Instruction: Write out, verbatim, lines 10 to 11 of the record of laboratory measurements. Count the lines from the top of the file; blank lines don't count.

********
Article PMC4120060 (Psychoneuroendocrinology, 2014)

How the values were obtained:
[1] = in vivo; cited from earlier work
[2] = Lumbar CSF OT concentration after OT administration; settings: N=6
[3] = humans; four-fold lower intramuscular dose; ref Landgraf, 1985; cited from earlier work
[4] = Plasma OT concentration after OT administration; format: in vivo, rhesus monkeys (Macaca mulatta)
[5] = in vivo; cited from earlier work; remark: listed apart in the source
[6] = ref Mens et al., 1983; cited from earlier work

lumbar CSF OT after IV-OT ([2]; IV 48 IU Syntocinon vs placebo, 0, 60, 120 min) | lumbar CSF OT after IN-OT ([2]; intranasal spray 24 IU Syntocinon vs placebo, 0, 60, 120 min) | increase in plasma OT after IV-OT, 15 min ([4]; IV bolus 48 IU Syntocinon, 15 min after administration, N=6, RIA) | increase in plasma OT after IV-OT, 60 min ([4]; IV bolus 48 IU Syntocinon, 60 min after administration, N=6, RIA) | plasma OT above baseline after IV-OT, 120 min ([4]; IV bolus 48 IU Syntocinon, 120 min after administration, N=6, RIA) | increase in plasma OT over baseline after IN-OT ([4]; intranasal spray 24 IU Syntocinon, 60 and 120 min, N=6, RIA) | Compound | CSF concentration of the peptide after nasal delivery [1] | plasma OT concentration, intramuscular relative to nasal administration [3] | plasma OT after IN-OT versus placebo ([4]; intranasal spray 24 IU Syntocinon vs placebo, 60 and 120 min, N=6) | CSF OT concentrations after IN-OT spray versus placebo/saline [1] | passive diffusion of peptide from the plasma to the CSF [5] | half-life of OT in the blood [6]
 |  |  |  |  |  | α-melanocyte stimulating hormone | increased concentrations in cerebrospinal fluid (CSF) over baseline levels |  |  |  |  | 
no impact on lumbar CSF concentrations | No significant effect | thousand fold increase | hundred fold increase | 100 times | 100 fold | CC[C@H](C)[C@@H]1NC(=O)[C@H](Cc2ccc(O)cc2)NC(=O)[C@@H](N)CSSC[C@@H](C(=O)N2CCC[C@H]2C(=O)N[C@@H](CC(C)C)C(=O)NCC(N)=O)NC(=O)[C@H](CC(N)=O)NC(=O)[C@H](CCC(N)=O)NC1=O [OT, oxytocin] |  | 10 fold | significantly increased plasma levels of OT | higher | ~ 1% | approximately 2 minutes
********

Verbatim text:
 |  |  |  |  |  | α-melanocyte stimulating hormone | increased concentrations in cerebrospinal fluid (CSF) over baseline levels |  |  |  |  | 
no impact on lumbar CSF concentrations | No significant effect | thousand fold increase | hundred fold increase | 100 times | 100 fold | CC[C@H](C)[C@@H]1NC(=O)[C@H](Cc2ccc(O)cc2)NC(=O)[C@@H](N)CSSC[C@@H](C(=O)N2CCC[C@H]2C(=O)N[C@@H](CC(C)C)C(=O)NCC(N)=O)NC(=O)[C@H](CC(N)=O)NC(=O)[C@H](CCC(N)=O)NC1=O [OT, oxytocin] |  | 10 fold | significantly increased plasma levels of OT | higher | ~ 1% | approximately 2 minutes